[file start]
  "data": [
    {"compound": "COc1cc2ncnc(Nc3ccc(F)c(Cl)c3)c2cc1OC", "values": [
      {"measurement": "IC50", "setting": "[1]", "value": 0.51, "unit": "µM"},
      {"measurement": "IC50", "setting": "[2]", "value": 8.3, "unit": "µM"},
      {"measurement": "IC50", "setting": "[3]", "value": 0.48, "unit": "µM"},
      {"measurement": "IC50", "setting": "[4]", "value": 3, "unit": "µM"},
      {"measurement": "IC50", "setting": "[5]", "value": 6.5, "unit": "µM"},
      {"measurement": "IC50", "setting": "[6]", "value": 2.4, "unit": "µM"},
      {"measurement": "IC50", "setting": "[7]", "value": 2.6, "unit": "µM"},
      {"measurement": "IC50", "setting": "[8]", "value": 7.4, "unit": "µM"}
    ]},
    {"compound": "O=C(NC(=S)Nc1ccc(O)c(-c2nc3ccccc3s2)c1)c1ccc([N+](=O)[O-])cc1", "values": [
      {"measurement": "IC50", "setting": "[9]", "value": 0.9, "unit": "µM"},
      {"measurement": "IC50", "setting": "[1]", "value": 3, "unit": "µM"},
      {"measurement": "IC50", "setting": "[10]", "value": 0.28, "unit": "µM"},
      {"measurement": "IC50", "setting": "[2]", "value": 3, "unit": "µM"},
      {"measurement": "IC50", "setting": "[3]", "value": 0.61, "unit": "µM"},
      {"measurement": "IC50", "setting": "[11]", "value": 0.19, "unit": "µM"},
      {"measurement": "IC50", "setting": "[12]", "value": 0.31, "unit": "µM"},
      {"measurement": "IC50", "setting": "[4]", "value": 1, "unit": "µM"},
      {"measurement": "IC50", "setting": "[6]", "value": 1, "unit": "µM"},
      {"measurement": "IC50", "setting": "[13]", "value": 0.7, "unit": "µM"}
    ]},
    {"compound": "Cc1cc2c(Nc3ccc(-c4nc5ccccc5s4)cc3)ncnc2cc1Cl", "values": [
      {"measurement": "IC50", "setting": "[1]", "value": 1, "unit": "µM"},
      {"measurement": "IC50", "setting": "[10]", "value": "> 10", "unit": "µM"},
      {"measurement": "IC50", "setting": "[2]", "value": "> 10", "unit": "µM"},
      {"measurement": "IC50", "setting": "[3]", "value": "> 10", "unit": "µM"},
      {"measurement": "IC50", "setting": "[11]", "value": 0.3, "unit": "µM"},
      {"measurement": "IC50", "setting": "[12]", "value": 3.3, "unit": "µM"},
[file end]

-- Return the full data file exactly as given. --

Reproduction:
  "data": [
    {"compound": "COc1cc2ncnc(Nc3ccc(F)c(Cl)c3)c2cc1OC", "values": [
      {"measurement": "IC50", "setting": "[1]", "value": 0.51, "unit": "µM"},
      {"measurement": "IC50", "setting": "[2]", "value": 8.3, "unit": "µM"},
      {"measurement": "IC50", "setting": "[3]", "value": 0.48, "unit": "µM"},
      {"measurement": "IC50", "setting": "[4]", "value": 3, "unit": "µM"},
      {"measurement": "IC50", "setting": "[5]", "value": 6.5, "unit": "µM"},
      {"measurement": "IC50", "setting": "[6]", "value": 2.4, "unit": "µM"},
      {"measurement": "IC50", "setting": "[7]", "value": 2.6, "unit": "µM"},
      {"measurement": "IC50", "setting": "[8]", "value": 7.4, "unit": "µM"}
    ]},
    {"compound": "O=C(NC(=S)Nc1ccc(O)c(-c2nc3ccccc3s2)c1)c1ccc([N+](=O)[O-])cc1", "values": [
      {"measurement": "IC50", "setting": "[9]", "value": 0.9, "unit": "µM"},
      {"measurement": "IC50", "setting": "[1]", "value": 3, "unit": "µM"},
      {"measurement": "IC50", "setting": "[10]", "value": 0.28, "unit": "µM"},
      {"measurement": "IC50", "setting": "[2]", "value": 3, "unit": "µM"},
      {"measurement": "IC50", "setting": "[3]", "value": 0.61, "unit": "µM"},
      {"measurement": "IC50", "setting": "[11]", "value": 0.19, "unit": "µM"},
      {"measurement": "IC50", "setting": "[12]", "value": 0.31, "unit": "µM"},
      {"measurement": "IC50", "setting": "[4]", "value": 1, "unit": "µM"},
      {"measurement": "IC50", "setting": "[6]", "value": 1, "unit": "µM"},
      {"measurement": "IC50", "setting": "[13]", "value": 0.7, "unit": "µM"}
    ]},
    {"compound": "Cc1cc2c(Nc3ccc(-c4nc5ccccc5s4)cc3)ncnc2cc1Cl", "values": [
      {"measurement": "IC50", "setting": "[1]", "value": 1, "unit": "µM"},
      {"measurement": "IC50", "setting": "[10]", "value": "> 10", "unit": "µM"},
      {"measurement": "IC50", "setting": "[2]", "value": "> 10", "unit": "µM"},
      {"measurement": "IC50", "setting": "[3]", "value": "> 10", "unit": "µM"},
      {"measurement": "IC50", "setting": "[11]", "value": 0.3, "unit": "µM"},
      {"measurement": "IC50", "setting": "[12]", "value": 3.3, "unit": "µM"},